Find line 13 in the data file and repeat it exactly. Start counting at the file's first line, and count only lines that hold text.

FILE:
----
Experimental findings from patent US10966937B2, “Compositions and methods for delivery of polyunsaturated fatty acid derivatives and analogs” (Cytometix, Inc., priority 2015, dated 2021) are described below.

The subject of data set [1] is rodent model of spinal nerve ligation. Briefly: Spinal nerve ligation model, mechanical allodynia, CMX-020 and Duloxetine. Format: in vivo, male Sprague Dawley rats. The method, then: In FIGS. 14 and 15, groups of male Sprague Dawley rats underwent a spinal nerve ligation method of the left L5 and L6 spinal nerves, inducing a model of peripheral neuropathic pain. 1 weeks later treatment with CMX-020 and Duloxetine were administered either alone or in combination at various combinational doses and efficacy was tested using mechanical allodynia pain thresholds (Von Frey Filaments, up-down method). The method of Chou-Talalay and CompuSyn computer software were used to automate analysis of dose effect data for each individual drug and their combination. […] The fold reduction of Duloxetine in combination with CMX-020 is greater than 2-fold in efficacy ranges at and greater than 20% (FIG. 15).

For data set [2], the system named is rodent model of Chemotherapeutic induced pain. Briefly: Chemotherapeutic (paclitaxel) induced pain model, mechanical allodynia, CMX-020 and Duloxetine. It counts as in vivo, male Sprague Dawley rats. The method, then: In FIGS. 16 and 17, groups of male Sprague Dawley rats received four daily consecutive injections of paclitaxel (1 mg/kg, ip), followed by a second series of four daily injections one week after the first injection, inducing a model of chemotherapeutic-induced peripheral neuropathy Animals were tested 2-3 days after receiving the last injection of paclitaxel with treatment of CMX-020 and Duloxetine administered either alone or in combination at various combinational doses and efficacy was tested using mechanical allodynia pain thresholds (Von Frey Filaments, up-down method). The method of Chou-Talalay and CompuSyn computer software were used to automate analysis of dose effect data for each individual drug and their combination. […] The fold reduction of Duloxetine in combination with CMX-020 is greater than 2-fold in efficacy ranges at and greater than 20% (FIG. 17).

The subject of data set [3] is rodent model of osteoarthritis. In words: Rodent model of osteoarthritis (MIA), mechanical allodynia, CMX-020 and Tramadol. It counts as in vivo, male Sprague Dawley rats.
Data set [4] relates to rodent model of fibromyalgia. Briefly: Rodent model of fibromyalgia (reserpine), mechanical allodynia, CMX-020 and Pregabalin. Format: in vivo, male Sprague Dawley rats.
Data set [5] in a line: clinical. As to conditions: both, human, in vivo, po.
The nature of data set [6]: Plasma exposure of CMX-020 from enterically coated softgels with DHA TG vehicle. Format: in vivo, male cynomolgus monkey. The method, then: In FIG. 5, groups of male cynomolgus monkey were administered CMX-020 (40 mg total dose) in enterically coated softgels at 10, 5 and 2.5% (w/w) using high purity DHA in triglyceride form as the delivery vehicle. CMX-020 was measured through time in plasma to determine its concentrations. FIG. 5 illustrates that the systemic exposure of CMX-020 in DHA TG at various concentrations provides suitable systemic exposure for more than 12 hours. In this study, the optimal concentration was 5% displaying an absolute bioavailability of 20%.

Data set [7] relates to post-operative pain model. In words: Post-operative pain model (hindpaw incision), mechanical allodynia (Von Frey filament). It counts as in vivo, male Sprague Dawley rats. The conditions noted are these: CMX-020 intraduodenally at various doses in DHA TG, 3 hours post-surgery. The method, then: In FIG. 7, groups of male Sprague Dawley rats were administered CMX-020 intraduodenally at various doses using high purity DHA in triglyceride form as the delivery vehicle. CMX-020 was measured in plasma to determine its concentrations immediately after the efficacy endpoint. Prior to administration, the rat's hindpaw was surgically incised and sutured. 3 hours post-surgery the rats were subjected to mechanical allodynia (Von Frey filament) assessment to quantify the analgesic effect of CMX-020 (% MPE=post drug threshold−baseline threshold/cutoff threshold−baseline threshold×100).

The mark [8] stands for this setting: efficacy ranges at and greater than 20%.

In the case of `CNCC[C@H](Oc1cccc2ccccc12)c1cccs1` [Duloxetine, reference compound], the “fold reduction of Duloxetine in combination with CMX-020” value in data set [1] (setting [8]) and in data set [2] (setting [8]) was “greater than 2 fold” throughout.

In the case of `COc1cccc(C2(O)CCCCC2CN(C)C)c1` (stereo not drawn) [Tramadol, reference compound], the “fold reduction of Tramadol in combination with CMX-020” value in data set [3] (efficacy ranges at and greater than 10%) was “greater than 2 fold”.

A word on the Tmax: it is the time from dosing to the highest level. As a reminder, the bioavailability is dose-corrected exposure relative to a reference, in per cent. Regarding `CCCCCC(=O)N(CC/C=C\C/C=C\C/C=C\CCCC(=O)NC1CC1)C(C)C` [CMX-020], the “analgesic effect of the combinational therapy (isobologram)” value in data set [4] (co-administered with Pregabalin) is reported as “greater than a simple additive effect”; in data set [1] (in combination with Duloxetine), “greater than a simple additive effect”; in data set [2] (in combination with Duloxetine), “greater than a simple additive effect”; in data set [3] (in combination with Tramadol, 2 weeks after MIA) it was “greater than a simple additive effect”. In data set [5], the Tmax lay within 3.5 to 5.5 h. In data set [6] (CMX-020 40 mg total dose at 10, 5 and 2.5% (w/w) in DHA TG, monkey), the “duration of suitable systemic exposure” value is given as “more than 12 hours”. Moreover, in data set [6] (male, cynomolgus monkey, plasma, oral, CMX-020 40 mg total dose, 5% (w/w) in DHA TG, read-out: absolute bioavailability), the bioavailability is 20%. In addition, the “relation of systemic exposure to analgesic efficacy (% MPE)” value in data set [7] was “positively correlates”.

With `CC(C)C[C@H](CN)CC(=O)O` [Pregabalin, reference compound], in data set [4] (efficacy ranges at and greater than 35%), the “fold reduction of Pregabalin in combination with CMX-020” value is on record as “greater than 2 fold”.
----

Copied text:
With `CC(C)C[C@H](CN)CC(=O)O` [Pregabalin, reference compound], in data set [4] (efficacy ranges at and greater than 35%), the “fold reduction of Pregabalin in combination with CMX-020” value is on record as “greater than 2 fold”.